Malaki battles toxic masculinity in ‘Cavalier (feat. Jeorge II)’ [Premiere]

Following his introspective, definitive debut EP Butterfly Boy, Dublin-born rapper Malaki is slowly releasing singles from Cocoon, his follow up project. For the global premiere of “Cavalier”, Cocoon’s third single, I sat down with Malaki (real name Hugh Mulligan) and his longtime collaborator/production partner Matthew Harris to chat about the intricacies of the song. 

“Cavalier” opens on a grim scene: a bar fight over a woman. You’d almost roll your eyes, if it weren’t for the inclusion of Malaki’s inner monologue. “Cavalier” is Malaki flexing his rap muscles. The young hip-hop artist is experimenting with the kind of braggadocio that rappers cultivate in their personas, but by using a narrative structure rather than rapping overtly about a personal experience, the Dubliner is actually sticking his tongue firmly in his cheek to critique male arrogance. And I’m not so sure he knows just how thoroughly he’s done it. 

As we talk, it becomes clear that however overt the messaging in the story is, there’s also a swirling of fate about this track – its resulting subliminal messaging was being engineered hundreds of years ago, and in some ways, Mulligan, Harris and their collaborators are merely along for the ride. 

Meticulously crafted from Mulligan’s initial verse and a sampled backing track that Harris showed him as a fluke, “Cavalier” is rich, both sonically and in content. Bar fight narrative gives way to a laidback, breezy vocal from Lucy McWilliams, who almost acts as a benevolent mitigating factor to the conflict. “Lucy’s vocal is the peacekeeper between myself and the guy in the story,” Mulligan explains. The song is unequivocally about toxic masculinity, which is a subject Mulligan explores in every facet of his work. “There’s a lot of subtlety in Hugh’s lyrics,” says Harris, “which point toward a dissatisfaction with who the character is, and a disconnect between his outward persona and who he is underneath it. It touches on a lot of the themes we looked at in Butterfly Boy.”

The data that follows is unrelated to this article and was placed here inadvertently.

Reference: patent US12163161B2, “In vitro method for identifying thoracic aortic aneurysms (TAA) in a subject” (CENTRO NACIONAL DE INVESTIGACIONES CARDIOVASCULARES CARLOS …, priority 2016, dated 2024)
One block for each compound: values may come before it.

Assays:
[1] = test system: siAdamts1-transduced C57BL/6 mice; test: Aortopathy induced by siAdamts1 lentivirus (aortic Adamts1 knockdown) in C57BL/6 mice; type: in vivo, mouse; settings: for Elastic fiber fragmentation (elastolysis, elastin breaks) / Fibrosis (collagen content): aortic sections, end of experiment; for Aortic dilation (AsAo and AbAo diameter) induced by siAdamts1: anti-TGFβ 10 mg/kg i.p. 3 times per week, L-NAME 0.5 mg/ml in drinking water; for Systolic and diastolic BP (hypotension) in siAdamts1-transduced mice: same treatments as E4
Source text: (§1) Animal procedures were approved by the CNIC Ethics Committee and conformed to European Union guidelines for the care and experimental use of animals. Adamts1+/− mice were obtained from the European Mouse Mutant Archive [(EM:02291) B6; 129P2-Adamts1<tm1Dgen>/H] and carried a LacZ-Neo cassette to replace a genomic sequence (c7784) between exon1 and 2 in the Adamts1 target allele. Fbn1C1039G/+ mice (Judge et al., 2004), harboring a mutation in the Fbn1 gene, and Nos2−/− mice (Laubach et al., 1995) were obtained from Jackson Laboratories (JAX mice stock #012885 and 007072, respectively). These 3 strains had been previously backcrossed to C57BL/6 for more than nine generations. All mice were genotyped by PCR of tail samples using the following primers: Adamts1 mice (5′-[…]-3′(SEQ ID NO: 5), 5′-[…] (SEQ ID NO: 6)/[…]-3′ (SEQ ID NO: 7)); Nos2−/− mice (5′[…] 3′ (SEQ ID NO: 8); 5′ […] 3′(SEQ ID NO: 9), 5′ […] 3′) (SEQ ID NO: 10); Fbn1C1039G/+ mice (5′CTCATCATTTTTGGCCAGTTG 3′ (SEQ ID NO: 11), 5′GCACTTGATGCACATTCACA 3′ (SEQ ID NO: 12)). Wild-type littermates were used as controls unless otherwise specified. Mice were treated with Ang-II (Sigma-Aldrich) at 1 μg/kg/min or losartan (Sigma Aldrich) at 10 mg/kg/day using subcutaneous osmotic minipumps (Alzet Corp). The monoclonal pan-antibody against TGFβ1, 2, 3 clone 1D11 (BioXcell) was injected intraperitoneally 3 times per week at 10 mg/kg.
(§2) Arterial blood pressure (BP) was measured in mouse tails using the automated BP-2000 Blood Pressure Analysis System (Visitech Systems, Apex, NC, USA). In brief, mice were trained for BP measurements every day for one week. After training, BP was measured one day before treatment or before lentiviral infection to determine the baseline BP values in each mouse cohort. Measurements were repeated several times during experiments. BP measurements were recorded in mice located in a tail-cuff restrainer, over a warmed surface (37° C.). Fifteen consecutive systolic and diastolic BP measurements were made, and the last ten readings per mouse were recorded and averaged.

Mulligan is quick to add that he’s still a work in progress: “It’s such a slow process of adapting what masculinity is to me…When I was younger, emotions weren’t really something you showed.” He spent much of his youth hiding his tears, and is still learning to embrace them. “When I was younger, if I saw my mother crying, I’d think ‘who am I gonna cry to now?’ A good cry is something people should take on. Like a coffee in the morning,” he chuckles. 

Harris’ production is distinctly ecclesiastical. The opening notes of “Cavalier” sound like a choir of monks, before it eases into a beat. “I never really use samples in my production,” Harris admits, “but I really liked the sound of it. I wasn’t trying to make a song, I was just experimenting.” In Mulligan’s verse, he raps about religion, heaven, hip-hop and politics. Later on in Jeorge II’s verse, which was written to build on already-present themes, he drops the name Machiavelli – no doubt a reference to Tupac (who called himself Makaveli in later years), but it would be a mistake to ignore that Machiavelli was also the foremost Roman politics scholar of the Italian renaissance. Jeorge II is also a Dubliner, who here delivers his verse with near surgical precision – it’s a nice juxtaposition to Mulligan’s passionate, spitfire delivery. 

The two young musicians outsourced five artists to create the cover art for Cocoon’s singles, based on the completed tracks. Designed by Yosef Phelan, the artwork for “Cavalier” is a modern, street art take on a sculpture from an Italian Neoclassical artist named Antonio Canova. Called “Perseus Triumphant,” it depicts the severed head of Medusa, after she has been slain by the mythological Greek hero. “We don’t give the artists much direction,” Mulligan tells me. “We let them listen to the song and create what they feel. I was so focused on that storyline itself – the animosity between the two people, that I completely forgot when I was talking to the girl, I was referencing religion. Yosef hopped onto it, and mirrored it in his art.”

There are few things I can think of that scream male arrogance more loudly than bar fights, the Roman Catholic Church, and the demonizing of Medusa in popular culture. Coincidentally, the version of Medusa’s myth that first popularized her narrative as a rape victim was penned in a work called Metamorphoses, by an Italian poet named Ovid, who predates Dante Alighieri. 

Metamorphoses, butterflies, cocoons…it’s the kind of artistic anomaly that leaves you ravenous for more. You can sink your teeth into “Cavalier”, but the true delight is in knowing that this is merely the first taste of many. One thing is for certain: peeling back the layers of “Cavalier” has given me hard evidence to support my claim that we’ve only uncovered the tip of the iceberg where Malaki is concerned. He’s just getting warmed up, and already he packs a serious lyrical punch. 

When the boys hang up, I’m left wondering whether they’re entirely aware of the creative gift they seem to have nonchalantly tossed into the ether of the world. I’m never one to perpetuate the myth that art just happens, that it’s born overnight and doesn’t take planning and work, but sometimes it’s impossible to ignore that you’ve struck magic. This is one of those times. 

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